TORONTO — The federal government needs to move quickly to support the Canadian news industry amid the economic downturn brought about by the response to the COVID-19 pandemic, an industry spokesperson said Monday.
Bob Cox, who is publisher of the Winnipeg Free Press as well as chairman of the News Media Canada industry association, says the situation is dire because advertising revenue has plunged and continues to fall rapidly
“We need help now. We don’t need help at the end of May, in June, July or August,” Cox said Monday in a phone interview.
“We have to have cash in the bank to meet our obligations, and that includes paying employees and other bills.”
Cox said that, from what he has heard, it could be May or June before the COVID wage subsidy arrives at the companies that need it.
“That’s not good enough. Because businesses will die, including news media businesses.”
In addition to the general COVID-19 wage subsidy program, Cox wants money from an industry specific program that was announced in the 2019-20 budget.
The politically charged initiative promises $595 million over five years, including refundable tax credits that pay for 25 per cent of the salaries of journalists working for qualified news outlets.
Cox says “not a penny” of that money has flowed to the eligible news organizations.
“If we had that money in the bank, we wouldn’t be in the situation we’re currently in. We’d be in a better position,” Cox said.
“If they had any further help, such as the (COVID) wage subsidy program they’ve announced, we’d be in better position.”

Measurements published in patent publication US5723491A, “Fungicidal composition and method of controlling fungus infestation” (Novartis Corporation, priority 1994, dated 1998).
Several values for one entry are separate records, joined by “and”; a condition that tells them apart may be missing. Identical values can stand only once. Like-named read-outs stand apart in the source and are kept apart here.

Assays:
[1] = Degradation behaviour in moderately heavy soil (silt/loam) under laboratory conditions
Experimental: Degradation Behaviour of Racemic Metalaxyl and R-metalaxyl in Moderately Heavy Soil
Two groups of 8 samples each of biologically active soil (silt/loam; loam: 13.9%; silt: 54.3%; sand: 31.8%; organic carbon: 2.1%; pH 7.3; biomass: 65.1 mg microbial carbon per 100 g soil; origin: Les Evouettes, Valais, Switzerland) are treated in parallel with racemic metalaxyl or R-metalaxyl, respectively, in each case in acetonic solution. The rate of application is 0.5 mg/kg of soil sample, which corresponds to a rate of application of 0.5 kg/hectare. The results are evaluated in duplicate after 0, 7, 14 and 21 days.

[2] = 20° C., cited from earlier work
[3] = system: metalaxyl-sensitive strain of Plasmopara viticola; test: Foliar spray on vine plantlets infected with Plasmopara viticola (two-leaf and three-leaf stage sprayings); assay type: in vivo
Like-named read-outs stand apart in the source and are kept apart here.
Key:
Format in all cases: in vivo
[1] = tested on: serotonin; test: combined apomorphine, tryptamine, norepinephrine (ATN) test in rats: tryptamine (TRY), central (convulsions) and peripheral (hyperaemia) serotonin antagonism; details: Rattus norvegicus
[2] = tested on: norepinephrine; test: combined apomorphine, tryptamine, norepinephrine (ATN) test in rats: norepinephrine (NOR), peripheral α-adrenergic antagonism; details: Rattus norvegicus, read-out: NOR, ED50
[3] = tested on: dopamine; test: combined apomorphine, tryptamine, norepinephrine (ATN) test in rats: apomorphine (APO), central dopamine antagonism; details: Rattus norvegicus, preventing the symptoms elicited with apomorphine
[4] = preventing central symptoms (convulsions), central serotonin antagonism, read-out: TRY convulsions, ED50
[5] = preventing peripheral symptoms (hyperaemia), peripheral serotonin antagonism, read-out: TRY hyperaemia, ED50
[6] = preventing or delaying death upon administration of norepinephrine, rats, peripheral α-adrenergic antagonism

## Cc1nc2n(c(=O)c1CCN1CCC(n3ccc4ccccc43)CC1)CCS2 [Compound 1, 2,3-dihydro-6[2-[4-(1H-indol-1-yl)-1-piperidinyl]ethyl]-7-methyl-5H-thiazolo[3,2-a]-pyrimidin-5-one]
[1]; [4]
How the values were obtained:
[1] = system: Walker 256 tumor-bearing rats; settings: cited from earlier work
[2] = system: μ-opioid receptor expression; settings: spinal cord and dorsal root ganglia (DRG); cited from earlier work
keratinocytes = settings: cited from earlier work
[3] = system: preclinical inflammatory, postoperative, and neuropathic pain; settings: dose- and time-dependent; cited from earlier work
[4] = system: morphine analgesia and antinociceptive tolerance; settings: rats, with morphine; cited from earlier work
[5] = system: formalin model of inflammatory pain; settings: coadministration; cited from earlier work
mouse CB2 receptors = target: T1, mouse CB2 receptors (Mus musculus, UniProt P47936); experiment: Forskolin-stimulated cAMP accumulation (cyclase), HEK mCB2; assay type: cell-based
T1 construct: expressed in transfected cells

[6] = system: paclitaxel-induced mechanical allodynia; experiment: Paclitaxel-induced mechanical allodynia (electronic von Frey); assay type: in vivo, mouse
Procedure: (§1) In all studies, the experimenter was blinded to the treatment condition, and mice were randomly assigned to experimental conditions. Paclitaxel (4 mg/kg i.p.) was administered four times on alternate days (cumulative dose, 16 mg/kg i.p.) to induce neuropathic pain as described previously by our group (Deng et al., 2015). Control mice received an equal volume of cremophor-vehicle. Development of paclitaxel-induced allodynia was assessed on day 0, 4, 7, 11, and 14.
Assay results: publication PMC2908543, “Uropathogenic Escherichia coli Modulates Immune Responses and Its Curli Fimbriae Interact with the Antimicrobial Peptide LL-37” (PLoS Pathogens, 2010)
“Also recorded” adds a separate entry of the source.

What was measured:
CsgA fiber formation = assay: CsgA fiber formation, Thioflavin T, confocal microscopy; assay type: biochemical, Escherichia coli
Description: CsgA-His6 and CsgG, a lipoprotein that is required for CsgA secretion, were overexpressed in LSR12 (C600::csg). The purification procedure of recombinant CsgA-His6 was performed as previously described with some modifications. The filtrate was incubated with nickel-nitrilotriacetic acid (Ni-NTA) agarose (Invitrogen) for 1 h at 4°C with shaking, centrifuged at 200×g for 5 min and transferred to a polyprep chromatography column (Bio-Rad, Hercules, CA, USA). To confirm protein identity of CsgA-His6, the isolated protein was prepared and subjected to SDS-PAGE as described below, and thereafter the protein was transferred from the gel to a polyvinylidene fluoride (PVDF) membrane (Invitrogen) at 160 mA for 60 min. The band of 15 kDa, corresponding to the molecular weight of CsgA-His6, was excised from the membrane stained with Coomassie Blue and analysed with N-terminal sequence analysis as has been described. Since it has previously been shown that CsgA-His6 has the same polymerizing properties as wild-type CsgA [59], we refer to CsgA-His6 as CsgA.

The goal is to have advertising-funded newspapers and online news sites survive until revenues start to return, Cox said.
“But we have to get there first and we can’t get there without any help now. That’s the real problem.”
As publisher of the Winnipeg Free Press, Cox took a temporary 50 per cent pay cut and asked for temporary, emergency wage cuts from the organization’s unionized and non-union employees.
The chief executive of Postmedia Network Corp., which operates Canada’s largest chain of newspapers, has also announced through an internal memo that he’ll take a salary reduction of 30 per cent.
Postmedia CEO Andrew MacLeod wasn’t immediately available for comment Monday on what other measures are being considered.
Spokesmen for Unifor and CWA Canada — two unions whose affiliates represent most of Postmedia’s employees — said they hadn’t received any request for wage cuts as of Monday.
At Torstar Corp., which owns the Toronto Star as well as other daily and community papers, chief executive John Boynton told staff Monday that about 11 members of senior Torstar management and the board of directors will take 20 per cent reductions in salary or compensation.
The Winnipeg Free Press’s inside workers, represented by a Unifor local, voted Sunday to ratify the two-week wage cut sought by Cox. The agreement includes a review the situation at the end of two weeks.
The agreement reduces wage rates for the higher-paid Tier 1 group of Unifor member employees by 20 per cent, while wages for Tier 2 employees fall 12 per cent or minimum wage, whichever is higher.
The same level of cuts also apply to most management and non-union staff at the newspaper.
Torstar holds an investment in The Canadian Press as part of a joint agreement with subsidiaries of the Globe and Mail and Montreal’s La Presse.
David Paddon, The Canadian Press